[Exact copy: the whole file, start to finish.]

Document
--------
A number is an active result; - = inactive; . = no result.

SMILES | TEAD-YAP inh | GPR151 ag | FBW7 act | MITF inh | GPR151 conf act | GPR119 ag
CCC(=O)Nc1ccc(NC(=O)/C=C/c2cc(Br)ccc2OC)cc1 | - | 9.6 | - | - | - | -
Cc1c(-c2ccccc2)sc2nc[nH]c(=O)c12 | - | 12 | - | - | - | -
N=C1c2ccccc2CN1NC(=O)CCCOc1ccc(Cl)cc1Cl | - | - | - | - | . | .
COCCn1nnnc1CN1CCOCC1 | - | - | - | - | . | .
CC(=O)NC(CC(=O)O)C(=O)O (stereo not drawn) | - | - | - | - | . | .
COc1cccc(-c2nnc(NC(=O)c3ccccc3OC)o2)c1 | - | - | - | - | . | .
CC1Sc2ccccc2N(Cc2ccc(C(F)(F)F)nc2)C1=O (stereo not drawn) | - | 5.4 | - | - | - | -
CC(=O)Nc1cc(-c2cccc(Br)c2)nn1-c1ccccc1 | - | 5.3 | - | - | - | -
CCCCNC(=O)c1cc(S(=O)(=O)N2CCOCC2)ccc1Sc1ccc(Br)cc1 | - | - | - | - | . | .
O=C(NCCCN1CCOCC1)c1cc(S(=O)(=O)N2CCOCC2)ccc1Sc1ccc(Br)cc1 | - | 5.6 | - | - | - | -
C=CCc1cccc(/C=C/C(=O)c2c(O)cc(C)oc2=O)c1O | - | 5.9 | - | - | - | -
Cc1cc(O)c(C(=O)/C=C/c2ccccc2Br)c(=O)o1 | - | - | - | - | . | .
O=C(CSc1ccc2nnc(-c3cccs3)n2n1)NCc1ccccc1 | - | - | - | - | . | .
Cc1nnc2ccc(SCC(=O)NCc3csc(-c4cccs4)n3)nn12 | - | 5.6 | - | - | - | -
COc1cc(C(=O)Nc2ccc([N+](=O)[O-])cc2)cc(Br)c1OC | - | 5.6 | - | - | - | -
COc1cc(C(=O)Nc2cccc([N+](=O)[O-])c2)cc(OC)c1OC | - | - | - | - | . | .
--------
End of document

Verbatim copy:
A number is an active result; - = inactive; . = no result.

SMILES | TEAD-YAP inh | GPR151 ag | FBW7 act | MITF inh | GPR151 conf act | GPR119 ag
CCC(=O)Nc1ccc(NC(=O)/C=C/c2cc(Br)ccc2OC)cc1 | - | 9.6 | - | - | - | -
Cc1c(-c2ccccc2)sc2nc[nH]c(=O)c12 | - | 12 | - | - | - | -
N=C1c2ccccc2CN1NC(=O)CCCOc1ccc(Cl)cc1Cl | - | - | - | - | . | .
COCCn1nnnc1CN1CCOCC1 | - | - | - | - | . | .
CC(=O)NC(CC(=O)O)C(=O)O (stereo not drawn) | - | - | - | - | . | .
COc1cccc(-c2nnc(NC(=O)c3ccccc3OC)o2)c1 | - | - | - | - | . | .
CC1Sc2ccccc2N(Cc2ccc(C(F)(F)F)nc2)C1=O (stereo not drawn) | - | 5.4 | - | - | - | -
CC(=O)Nc1cc(-c2cccc(Br)c2)nn1-c1ccccc1 | - | 5.3 | - | - | - | -
CCCCNC(=O)c1cc(S(=O)(=O)N2CCOCC2)ccc1Sc1ccc(Br)cc1 | - | - | - | - | . | .
O=C(NCCCN1CCOCC1)c1cc(S(=O)(=O)N2CCOCC2)ccc1Sc1ccc(Br)cc1 | - | 5.6 | - | - | - | -
C=CCc1cccc(/C=C/C(=O)c2c(O)cc(C)oc2=O)c1O | - | 5.9 | - | - | - | -
Cc1cc(O)c(C(=O)/C=C/c2ccccc2Br)c(=O)o1 | - | - | - | - | . | .
O=C(CSc1ccc2nnc(-c3cccs3)n2n1)NCc1ccccc1 | - | - | - | - | . | .
Cc1nnc2ccc(SCC(=O)NCc3csc(-c4cccs4)n3)nn12 | - | 5.6 | - | - | - | -
COc1cc(C(=O)Nc2ccc([N+](=O)[O-])cc2)cc(Br)c1OC | - | 5.6 | - | - | - | -
COc1cc(C(=O)Nc2cccc([N+](=O)[O-])c2)cc(OC)c1OC | - | - | - | - | . | .